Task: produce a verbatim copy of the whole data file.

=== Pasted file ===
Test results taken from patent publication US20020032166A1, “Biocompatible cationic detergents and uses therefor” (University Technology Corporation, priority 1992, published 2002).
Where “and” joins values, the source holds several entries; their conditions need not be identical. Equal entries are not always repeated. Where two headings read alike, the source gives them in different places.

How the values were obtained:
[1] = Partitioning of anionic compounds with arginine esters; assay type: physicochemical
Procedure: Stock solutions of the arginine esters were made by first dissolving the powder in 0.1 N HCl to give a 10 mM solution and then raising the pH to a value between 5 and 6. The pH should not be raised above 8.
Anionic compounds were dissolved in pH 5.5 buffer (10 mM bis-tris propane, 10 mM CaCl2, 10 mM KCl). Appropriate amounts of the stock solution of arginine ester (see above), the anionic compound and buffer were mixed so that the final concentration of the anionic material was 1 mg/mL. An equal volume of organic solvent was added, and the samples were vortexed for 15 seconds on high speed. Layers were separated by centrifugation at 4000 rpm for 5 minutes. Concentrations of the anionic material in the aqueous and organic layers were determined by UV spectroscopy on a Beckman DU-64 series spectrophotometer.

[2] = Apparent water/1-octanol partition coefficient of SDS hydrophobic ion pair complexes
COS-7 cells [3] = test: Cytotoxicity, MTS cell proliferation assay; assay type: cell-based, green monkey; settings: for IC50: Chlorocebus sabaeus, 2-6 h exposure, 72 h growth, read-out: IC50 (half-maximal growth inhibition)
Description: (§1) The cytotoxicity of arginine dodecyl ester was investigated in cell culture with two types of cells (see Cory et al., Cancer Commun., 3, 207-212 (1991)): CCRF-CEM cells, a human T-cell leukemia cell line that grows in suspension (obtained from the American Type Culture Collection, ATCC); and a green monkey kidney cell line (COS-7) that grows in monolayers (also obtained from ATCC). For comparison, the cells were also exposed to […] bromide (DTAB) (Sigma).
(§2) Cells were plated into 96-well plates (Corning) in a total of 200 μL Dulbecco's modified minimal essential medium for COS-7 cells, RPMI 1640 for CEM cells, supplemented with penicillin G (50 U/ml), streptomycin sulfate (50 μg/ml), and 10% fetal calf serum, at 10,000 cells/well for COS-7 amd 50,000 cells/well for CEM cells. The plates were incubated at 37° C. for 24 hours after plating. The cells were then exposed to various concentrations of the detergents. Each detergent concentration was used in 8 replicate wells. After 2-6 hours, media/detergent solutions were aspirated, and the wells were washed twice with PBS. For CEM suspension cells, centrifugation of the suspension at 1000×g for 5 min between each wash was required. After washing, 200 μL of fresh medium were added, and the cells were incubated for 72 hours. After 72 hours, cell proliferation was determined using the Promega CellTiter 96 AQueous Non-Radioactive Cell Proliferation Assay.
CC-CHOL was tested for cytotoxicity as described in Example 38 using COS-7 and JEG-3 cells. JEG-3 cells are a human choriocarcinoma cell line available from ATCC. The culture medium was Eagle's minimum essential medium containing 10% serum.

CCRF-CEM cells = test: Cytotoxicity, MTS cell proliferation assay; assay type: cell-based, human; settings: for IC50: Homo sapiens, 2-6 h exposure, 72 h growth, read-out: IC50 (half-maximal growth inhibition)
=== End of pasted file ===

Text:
Test results taken from patent publication US20020032166A1, “Biocompatible cationic detergents and uses therefor” (University Technology Corporation, priority 1992, published 2002).
Where “and” joins values, the source holds several entries; their conditions need not be identical. Equal entries are not always repeated. Where two headings read alike, the source gives them in different places.

How the values were obtained:
[1] = Partitioning of anionic compounds with arginine esters; assay type: physicochemical
Procedure: Stock solutions of the arginine esters were made by first dissolving the powder in 0.1 N HCl to give a 10 mM solution and then raising the pH to a value between 5 and 6. The pH should not be raised above 8.
Anionic compounds were dissolved in pH 5.5 buffer (10 mM bis-tris propane, 10 mM CaCl2, 10 mM KCl). Appropriate amounts of the stock solution of arginine ester (see above), the anionic compound and buffer were mixed so that the final concentration of the anionic material was 1 mg/mL. An equal volume of organic solvent was added, and the samples were vortexed for 15 seconds on high speed. Layers were separated by centrifugation at 4000 rpm for 5 minutes. Concentrations of the anionic material in the aqueous and organic layers were determined by UV spectroscopy on a Beckman DU-64 series spectrophotometer.

[2] = Apparent water/1-octanol partition coefficient of SDS hydrophobic ion pair complexes
COS-7 cells [3] = test: Cytotoxicity, MTS cell proliferation assay; assay type: cell-based, green monkey; settings: for IC50: Chlorocebus sabaeus, 2-6 h exposure, 72 h growth, read-out: IC50 (half-maximal growth inhibition)
Description: (§1) The cytotoxicity of arginine dodecyl ester was investigated in cell culture with two types of cells (see Cory et al., Cancer Commun., 3, 207-212 (1991)): CCRF-CEM cells, a human T-cell leukemia cell line that grows in suspension (obtained from the American Type Culture Collection, ATCC); and a green monkey kidney cell line (COS-7) that grows in monolayers (also obtained from ATCC). For comparison, the cells were also exposed to […] bromide (DTAB) (Sigma).
(§2) Cells were plated into 96-well plates (Corning) in a total of 200 μL Dulbecco's modified minimal essential medium for COS-7 cells, RPMI 1640 for CEM cells, supplemented with penicillin G (50 U/ml), streptomycin sulfate (50 μg/ml), and 10% fetal calf serum, at 10,000 cells/well for COS-7 amd 50,000 cells/well for CEM cells. The plates were incubated at 37° C. for 24 hours after plating. The cells were then exposed to various concentrations of the detergents. Each detergent concentration was used in 8 replicate wells. After 2-6 hours, media/detergent solutions were aspirated, and the wells were washed twice with PBS. For CEM suspension cells, centrifugation of the suspension at 1000×g for 5 min between each wash was required. After washing, 200 μL of fresh medium were added, and the cells were incubated for 72 hours. After 72 hours, cell proliferation was determined using the Promega CellTiter 96 AQueous Non-Radioactive Cell Proliferation Assay.
CC-CHOL was tested for cytotoxicity as described in Example 38 using COS-7 and JEG-3 cells. JEG-3 cells are a human choriocarcinoma cell line available from ATCC. The culture medium was Eagle's minimum essential medium containing 10% serum.

CCRF-CEM cells = test: Cytotoxicity, MTS cell proliferation assay; assay type: cell-based, human; settings: for IC50: Homo sapiens, 2-6 h exposure, 72 h growth, read-out: IC50 (half-maximal growth inhibition)